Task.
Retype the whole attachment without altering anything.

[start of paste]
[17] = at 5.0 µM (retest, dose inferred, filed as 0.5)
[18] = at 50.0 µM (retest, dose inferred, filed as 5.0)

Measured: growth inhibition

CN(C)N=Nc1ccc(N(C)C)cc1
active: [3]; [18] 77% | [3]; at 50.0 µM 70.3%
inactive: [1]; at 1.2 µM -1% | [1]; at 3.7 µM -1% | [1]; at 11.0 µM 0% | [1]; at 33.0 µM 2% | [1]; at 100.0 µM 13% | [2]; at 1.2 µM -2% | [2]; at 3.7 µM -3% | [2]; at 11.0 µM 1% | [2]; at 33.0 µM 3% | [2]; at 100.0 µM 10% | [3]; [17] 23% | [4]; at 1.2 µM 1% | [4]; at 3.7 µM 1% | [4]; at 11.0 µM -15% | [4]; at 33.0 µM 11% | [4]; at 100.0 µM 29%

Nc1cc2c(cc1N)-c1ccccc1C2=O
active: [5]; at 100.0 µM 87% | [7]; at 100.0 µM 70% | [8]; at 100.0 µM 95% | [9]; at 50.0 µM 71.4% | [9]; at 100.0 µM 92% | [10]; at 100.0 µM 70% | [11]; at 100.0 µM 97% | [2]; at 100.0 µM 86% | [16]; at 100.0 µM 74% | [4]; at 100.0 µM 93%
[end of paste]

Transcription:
[17] = at 5.0 µM (retest, dose inferred, filed as 0.5)
[18] = at 50.0 µM (retest, dose inferred, filed as 5.0)

Measured: growth inhibition

CN(C)N=Nc1ccc(N(C)C)cc1
active: [3]; [18] 77% | [3]; at 50.0 µM 70.3%
inactive: [1]; at 1.2 µM -1% | [1]; at 3.7 µM -1% | [1]; at 11.0 µM 0% | [1]; at 33.0 µM 2% | [1]; at 100.0 µM 13% | [2]; at 1.2 µM -2% | [2]; at 3.7 µM -3% | [2]; at 11.0 µM 1% | [2]; at 33.0 µM 3% | [2]; at 100.0 µM 10% | [3]; [17] 23% | [4]; at 1.2 µM 1% | [4]; at 3.7 µM 1% | [4]; at 11.0 µM -15% | [4]; at 33.0 µM 11% | [4]; at 100.0 µM 29%

Nc1cc2c(cc1N)-c1ccccc1C2=O
active: [5]; at 100.0 µM 87% | [7]; at 100.0 µM 70% | [8]; at 100.0 µM 95% | [9]; at 50.0 µM 71.4% | [9]; at 100.0 µM 92% | [10]; at 100.0 µM 70% | [11]; at 100.0 µM 97% | [2]; at 100.0 µM 86% | [16]; at 100.0 µM 74% | [4]; at 100.0 µM 93%